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Why businesses want to have a say

Now I know.

I have always wondered why some business people in Chiefland were so adamant in their position that business property owners should be able to vote in city elections.

I thought it was because they would cut their taxes to the bone, end all regulation and have a free-for-all running roughshod over the city's leaders and residents.

With the recent discussion about Chiefland's money situation and a little research I have come to another conclusion.

That's because businesses pay the bills in Chiefland.

The owners of improved commercial property pay 67 percent of the city's property taxes, according to information provided by the Levy County Property Appraiser's office in response to requests from the Chiefland Citizen.

Among owners of improved residential property, 1,140 pay less than $200 in city taxes. Out of that number, 239 pay $0. That's because with the basic $50,000 in homestead exemptions, the property's assessed value falls below or just above the $50,000 benchmark. Those residents get the same city services as the 131 improved commercial property owners who pay more than $1,000 in taxes.

I don't know about you, but I would be willing to bet it is the residents, more so than the businesses in Chiefland, who expect the police, fire, water, sewer, garbage, animal control, road maintenance and building services offered by the city to be top-notch in return for what could be called bargain property tax rates.

Of course, Walmart, with its high number of petty crimes is among the Chiefland Police Department's biggest customers, and paid $38,555.16 in city taxes on its three parcels. That's about the salary (with $10,000 for benefits) of an officer.

And while homeowners have an array of exemptions like $25,000 right off the top, then another $25,000 for intangibles and maybe $5,000 for veterans and more for low-income seniors, widows and widowers, disabled persons, blind persons, disabled former military, deployed military, and surviving spouses of military veterans and first responders, businesses get one exemption: $25,000. Walmart claimed that on only one of its three parcels.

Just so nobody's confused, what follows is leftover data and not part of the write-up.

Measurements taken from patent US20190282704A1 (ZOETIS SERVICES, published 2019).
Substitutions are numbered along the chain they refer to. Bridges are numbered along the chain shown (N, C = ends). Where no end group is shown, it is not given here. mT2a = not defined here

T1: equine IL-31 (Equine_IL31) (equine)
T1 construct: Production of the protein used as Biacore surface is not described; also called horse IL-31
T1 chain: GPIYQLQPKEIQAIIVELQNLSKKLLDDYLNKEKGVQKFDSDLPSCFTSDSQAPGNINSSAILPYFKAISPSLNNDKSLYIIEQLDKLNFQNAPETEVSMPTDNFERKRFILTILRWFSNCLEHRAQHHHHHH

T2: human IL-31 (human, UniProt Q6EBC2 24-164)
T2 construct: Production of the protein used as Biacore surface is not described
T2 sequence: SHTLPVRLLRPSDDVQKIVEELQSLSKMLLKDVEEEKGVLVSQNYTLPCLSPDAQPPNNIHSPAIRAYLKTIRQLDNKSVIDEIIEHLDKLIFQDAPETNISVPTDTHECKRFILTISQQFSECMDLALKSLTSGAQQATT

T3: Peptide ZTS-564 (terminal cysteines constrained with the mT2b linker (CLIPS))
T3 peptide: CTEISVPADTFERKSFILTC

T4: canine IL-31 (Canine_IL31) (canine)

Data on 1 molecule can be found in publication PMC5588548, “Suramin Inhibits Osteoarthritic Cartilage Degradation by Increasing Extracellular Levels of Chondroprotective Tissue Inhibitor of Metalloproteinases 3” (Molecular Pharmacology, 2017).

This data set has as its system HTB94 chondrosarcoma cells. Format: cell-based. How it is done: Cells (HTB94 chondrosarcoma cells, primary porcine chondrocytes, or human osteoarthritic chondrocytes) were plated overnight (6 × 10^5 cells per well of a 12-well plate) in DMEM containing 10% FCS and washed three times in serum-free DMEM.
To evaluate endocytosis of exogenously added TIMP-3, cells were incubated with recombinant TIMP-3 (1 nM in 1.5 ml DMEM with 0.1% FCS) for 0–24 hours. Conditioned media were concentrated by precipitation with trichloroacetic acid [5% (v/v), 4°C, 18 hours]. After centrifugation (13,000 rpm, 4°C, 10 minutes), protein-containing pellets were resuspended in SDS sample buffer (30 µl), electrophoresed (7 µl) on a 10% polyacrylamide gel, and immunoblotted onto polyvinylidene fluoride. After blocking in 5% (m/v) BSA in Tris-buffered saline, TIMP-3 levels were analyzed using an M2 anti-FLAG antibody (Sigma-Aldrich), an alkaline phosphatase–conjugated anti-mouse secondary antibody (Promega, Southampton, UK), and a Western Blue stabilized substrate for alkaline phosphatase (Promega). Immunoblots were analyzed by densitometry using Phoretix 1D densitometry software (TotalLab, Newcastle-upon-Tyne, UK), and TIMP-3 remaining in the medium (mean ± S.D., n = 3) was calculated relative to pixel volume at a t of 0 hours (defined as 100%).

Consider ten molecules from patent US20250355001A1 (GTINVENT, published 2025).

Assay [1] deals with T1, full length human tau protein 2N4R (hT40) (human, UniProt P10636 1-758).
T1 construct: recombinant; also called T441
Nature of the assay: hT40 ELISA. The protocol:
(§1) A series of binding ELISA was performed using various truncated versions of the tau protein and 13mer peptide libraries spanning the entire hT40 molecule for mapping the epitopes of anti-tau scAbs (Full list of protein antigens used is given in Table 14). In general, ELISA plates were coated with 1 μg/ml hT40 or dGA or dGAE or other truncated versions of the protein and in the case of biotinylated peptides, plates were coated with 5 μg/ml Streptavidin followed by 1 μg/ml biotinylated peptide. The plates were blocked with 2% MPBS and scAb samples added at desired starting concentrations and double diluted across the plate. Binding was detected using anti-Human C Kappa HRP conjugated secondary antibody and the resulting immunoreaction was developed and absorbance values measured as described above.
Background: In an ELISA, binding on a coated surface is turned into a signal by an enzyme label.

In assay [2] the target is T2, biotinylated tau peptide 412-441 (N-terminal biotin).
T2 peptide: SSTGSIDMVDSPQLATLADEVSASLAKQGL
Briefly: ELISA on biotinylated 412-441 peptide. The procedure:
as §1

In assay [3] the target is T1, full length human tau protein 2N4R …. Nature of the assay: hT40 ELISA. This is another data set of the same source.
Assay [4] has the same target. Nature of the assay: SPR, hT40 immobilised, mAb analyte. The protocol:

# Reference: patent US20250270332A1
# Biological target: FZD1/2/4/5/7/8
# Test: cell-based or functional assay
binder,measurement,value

The thing is, I cannot total the number of times the commission has said it wants to be business friendly. It keeps business license fees low, permit fees low, doesn't even want to have a tree ordinance. You want a parking lot without any shade, go for it. The first thing they did when the recession hit was to repeal city impact fees. You want to put up a business or subdivision? We won't make you pave the road, pay for sewers or drainage or police service. Just build it.

The problem for business owners in Chiefland is while they pay the bills they do not get a say in who determines how that money will be spent.

The thought here is that if the Chiefland commissioners fail to listen and respond to the concerns of merchants, they face the possibility of them taking their business elsewhere.

But that is unlikely to happen as business owners have a lot of investment sunk into the city and they cannot just move the bricks, mortar and land. And Chiefland, as the axis of the Tri-County Area, proves the old business axiom that it's all about location, location, location. That's why businesses come to Chiefland. And that is why they suffer the penalties of paying more property taxes and, possibly, higher water, sewer and garbage rates than homeowners.

But here is what I do not understand after delving into this thing of city taxes: Why do the commissioners say they are always hearing from residents that their taxes need to be cut or stay low? Why, in the light of this information on who is footing the city's bills, would the commissioners call themselves “business friendly”?

What is more odd is that some of the city's prominent business owners have been attending commission meetings for more than a year expressing doubts that the city can continue to live on a 5-year-old tax plan of 4.75 mills with ever-shrinking property values that leave it with less revenue every year. 

The commission has been reluctant to respond to those concerns.

However, the city staff, at the July 8 meeting made it abundantly clear why the commissioners cannot continue to ignore the city's financial situation.

Of course, I understand why the business folks would love to have voting power. They are the ones saying you don't have to have the No. 1 city in services in the country.

You just have to have leadership with the fortitude to ensure the burden is borne equitably and the integrity to not vote on their re-election chances.